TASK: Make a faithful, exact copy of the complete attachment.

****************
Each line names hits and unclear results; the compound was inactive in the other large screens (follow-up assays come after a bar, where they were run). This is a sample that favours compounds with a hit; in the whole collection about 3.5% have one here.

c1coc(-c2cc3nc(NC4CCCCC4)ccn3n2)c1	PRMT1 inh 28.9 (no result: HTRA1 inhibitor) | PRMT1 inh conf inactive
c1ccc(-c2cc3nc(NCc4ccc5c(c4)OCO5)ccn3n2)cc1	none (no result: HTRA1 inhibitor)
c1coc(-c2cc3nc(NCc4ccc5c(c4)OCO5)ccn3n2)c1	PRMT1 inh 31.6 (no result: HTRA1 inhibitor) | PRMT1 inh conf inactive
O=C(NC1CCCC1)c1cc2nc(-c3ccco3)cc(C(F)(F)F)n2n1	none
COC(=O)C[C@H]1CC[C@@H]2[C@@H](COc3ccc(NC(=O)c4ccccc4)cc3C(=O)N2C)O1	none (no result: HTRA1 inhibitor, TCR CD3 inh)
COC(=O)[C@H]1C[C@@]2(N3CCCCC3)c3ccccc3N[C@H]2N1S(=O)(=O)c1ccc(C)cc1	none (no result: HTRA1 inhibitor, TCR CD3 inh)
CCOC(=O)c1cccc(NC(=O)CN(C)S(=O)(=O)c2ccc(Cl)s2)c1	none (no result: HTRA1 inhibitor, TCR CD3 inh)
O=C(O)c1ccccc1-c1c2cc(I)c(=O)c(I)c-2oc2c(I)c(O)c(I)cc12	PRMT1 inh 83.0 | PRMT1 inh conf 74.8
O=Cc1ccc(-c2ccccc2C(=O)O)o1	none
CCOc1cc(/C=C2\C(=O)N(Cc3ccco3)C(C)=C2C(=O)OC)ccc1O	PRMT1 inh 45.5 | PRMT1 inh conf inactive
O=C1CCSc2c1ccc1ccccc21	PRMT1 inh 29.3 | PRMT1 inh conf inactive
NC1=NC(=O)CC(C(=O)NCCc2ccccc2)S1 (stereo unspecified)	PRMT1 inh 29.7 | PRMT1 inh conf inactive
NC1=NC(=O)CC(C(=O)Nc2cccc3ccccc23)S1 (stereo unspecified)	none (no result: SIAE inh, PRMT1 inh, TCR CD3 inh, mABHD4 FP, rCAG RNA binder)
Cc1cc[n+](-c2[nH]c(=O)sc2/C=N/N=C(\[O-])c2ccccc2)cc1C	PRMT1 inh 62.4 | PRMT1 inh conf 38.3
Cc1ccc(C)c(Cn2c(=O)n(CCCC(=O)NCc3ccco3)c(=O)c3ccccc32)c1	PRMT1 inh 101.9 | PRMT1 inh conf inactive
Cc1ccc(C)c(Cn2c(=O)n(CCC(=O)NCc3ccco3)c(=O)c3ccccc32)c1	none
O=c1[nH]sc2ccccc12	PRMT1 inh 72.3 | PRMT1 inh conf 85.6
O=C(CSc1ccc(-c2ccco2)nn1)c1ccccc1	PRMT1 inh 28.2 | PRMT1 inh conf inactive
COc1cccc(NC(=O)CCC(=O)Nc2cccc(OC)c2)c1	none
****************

Each line names hits and unclear results; the compound was inactive in the other large screens (follow-up assays come after a bar, where they were run). This is a sample that favours compounds with a hit; in the whole collection about 3.5% have one here.

c1coc(-c2cc3nc(NC4CCCCC4)ccn3n2)c1	PRMT1 inh 28.9 (no result: HTRA1 inhibitor) | PRMT1 inh conf inactive
c1ccc(-c2cc3nc(NCc4ccc5c(c4)OCO5)ccn3n2)cc1	none (no result: HTRA1 inhibitor)
c1coc(-c2cc3nc(NCc4ccc5c(c4)OCO5)ccn3n2)c1	PRMT1 inh 31.6 (no result: HTRA1 inhibitor) | PRMT1 inh conf inactive
O=C(NC1CCCC1)c1cc2nc(-c3ccco3)cc(C(F)(F)F)n2n1	none
COC(=O)C[C@H]1CC[C@@H]2[C@@H](COc3ccc(NC(=O)c4ccccc4)cc3C(=O)N2C)O1	none (no result: HTRA1 inhibitor, TCR CD3 inh)
COC(=O)[C@H]1C[C@@]2(N3CCCCC3)c3ccccc3N[C@H]2N1S(=O)(=O)c1ccc(C)cc1	none (no result: HTRA1 inhibitor, TCR CD3 inh)
CCOC(=O)c1cccc(NC(=O)CN(C)S(=O)(=O)c2ccc(Cl)s2)c1	none (no result: HTRA1 inhibitor, TCR CD3 inh)
O=C(O)c1ccccc1-c1c2cc(I)c(=O)c(I)c-2oc2c(I)c(O)c(I)cc12	PRMT1 inh 83.0 | PRMT1 inh conf 74.8
O=Cc1ccc(-c2ccccc2C(=O)O)o1	none
CCOc1cc(/C=C2\C(=O)N(Cc3ccco3)C(C)=C2C(=O)OC)ccc1O	PRMT1 inh 45.5 | PRMT1 inh conf inactive
O=C1CCSc2c1ccc1ccccc21	PRMT1 inh 29.3 | PRMT1 inh conf inactive
NC1=NC(=O)CC(C(=O)NCCc2ccccc2)S1 (stereo unspecified)	PRMT1 inh 29.7 | PRMT1 inh conf inactive
NC1=NC(=O)CC(C(=O)Nc2cccc3ccccc23)S1 (stereo unspecified)	none (no result: SIAE inh, PRMT1 inh, TCR CD3 inh, mABHD4 FP, rCAG RNA binder)
Cc1cc[n+](-c2[nH]c(=O)sc2/C=N/N=C(\[O-])c2ccccc2)cc1C	PRMT1 inh 62.4 | PRMT1 inh conf 38.3
Cc1ccc(C)c(Cn2c(=O)n(CCCC(=O)NCc3ccco3)c(=O)c3ccccc32)c1	PRMT1 inh 101.9 | PRMT1 inh conf inactive
Cc1ccc(C)c(Cn2c(=O)n(CCC(=O)NCc3ccco3)c(=O)c3ccccc32)c1	none
O=c1[nH]sc2ccccc12	PRMT1 inh 72.3 | PRMT1 inh conf 85.6
O=C(CSc1ccc(-c2ccco2)nn1)c1ccccc1	PRMT1 inh 28.2 | PRMT1 inh conf inactive
COc1cccc(NC(=O)CCC(=O)Nc2cccc(OC)c2)c1	none